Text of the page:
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SUPREME COURT NOTEBOOK: Audio arguments, with a side of fish

WASHINGTON (AP) — A flurry of election-related cases are already working their way through courts, but Supreme Court Justice Stephen Breyer doesn’t seem overly concerned about election cases landing in his lap.

“We don’t know the cases will come to us. We’ve learned it’s best, and I’ve learned over time, deal with the case when it comes up, don’t deal with it on the basis of what’s said in a newspaper,” Breyer said during a conversation Thursday arranged by George Washington University and streamed on Facebook.

Breyer, a dissenter in the Bush v. Gore case that essentially settled the disputed 2000 presidential election in favor of Republican George W. Bush, spoke from a bedroom in his home in Cambridge, Massachusetts. And, yes, the bed was made. But when Breyer and his colleagues resume hearing arguments in October, the public won’t be able to see them.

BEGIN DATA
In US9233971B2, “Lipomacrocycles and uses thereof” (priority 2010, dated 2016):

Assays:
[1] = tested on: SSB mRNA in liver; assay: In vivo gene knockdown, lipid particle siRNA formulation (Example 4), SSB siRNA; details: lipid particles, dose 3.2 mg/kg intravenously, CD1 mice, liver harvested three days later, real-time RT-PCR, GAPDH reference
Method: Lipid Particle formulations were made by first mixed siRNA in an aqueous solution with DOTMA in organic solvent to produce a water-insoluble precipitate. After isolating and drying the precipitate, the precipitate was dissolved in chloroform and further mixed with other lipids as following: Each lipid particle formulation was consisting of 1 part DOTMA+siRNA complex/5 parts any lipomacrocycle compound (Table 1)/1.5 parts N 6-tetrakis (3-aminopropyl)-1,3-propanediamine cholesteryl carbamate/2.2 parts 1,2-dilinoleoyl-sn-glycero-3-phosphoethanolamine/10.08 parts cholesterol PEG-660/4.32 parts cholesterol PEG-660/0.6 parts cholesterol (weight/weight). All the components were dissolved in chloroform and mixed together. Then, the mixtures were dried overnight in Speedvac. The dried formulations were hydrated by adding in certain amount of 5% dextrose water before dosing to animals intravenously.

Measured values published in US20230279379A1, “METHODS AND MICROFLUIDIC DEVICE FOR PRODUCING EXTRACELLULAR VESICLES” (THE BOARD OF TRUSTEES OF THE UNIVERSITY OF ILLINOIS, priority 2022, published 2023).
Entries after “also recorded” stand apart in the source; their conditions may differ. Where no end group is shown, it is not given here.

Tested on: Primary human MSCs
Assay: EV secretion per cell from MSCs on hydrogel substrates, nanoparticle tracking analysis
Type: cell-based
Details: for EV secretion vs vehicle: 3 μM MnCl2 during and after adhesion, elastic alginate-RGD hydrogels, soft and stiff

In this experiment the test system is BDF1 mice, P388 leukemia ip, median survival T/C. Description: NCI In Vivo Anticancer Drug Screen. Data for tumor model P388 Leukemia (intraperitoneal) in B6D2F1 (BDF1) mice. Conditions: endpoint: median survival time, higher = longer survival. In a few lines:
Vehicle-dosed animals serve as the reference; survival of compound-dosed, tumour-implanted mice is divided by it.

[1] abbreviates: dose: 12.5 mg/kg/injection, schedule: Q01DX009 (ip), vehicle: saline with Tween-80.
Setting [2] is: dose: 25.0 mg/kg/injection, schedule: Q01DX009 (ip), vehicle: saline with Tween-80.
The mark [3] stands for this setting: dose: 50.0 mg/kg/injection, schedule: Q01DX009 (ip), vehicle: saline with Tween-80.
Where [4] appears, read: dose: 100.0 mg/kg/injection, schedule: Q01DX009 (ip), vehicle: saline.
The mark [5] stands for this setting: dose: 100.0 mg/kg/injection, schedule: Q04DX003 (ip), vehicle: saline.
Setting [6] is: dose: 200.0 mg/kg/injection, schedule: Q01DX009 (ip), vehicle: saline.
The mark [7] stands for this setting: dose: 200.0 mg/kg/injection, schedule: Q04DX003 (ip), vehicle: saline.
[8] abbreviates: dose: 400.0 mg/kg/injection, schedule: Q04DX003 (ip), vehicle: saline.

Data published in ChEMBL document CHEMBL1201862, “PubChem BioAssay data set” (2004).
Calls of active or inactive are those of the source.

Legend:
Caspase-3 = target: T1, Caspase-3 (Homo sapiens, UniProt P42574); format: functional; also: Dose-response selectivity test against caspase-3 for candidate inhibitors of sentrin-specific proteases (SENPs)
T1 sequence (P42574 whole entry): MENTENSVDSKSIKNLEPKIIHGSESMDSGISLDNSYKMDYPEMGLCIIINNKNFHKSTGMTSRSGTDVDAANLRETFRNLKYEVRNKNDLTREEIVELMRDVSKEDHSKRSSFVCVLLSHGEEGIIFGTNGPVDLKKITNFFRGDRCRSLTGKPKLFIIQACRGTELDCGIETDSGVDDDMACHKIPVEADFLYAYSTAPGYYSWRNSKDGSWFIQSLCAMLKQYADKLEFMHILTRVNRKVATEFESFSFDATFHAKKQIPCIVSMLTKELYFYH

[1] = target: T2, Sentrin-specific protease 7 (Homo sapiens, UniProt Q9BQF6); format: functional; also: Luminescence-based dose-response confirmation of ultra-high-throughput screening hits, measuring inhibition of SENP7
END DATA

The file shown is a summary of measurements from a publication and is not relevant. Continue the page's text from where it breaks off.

The court announced Wednesday that it will start its new term next month the way it ended the last one, with arguments by telephone and live audio available to the public because of the coronavirus pandemic.

Breyer on Thursday explained the reason for doing audio only. Breyer said the court is concerned about security, particularly potential disruptions from the outside, including hackers.

“I think that’s what’s led us to be pretty cautious,” he said, adding that the justices have been conducting their private conferences by telephone, too.

Instead of the free-for-all style of courtroom arguments, when the justices heard arguments by phone they asked questions in order of seniority, with each justice getting two minutes each. How did Breyer think it went?

“I like it, but I’m not sure I’d like to do it all the time,” he said.

Breyer says there are advantages to holding arguments by phone.

“It…

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